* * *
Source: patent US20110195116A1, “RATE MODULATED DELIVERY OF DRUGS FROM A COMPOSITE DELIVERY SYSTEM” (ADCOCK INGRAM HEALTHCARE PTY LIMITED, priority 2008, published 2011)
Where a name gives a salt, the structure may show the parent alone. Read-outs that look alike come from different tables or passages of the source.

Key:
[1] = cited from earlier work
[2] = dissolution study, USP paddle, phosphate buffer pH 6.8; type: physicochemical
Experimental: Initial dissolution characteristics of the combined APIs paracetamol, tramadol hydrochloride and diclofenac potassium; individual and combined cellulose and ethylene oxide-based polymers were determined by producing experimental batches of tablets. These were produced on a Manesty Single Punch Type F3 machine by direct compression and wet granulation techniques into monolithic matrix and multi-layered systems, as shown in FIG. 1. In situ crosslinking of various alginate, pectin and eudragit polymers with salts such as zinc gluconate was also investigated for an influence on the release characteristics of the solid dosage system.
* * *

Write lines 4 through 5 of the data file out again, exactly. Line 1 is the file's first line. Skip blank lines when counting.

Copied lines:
[1] = cited from earlier work
[2] = dissolution study, USP paddle, phosphate buffer pH 6.8; type: physicochemical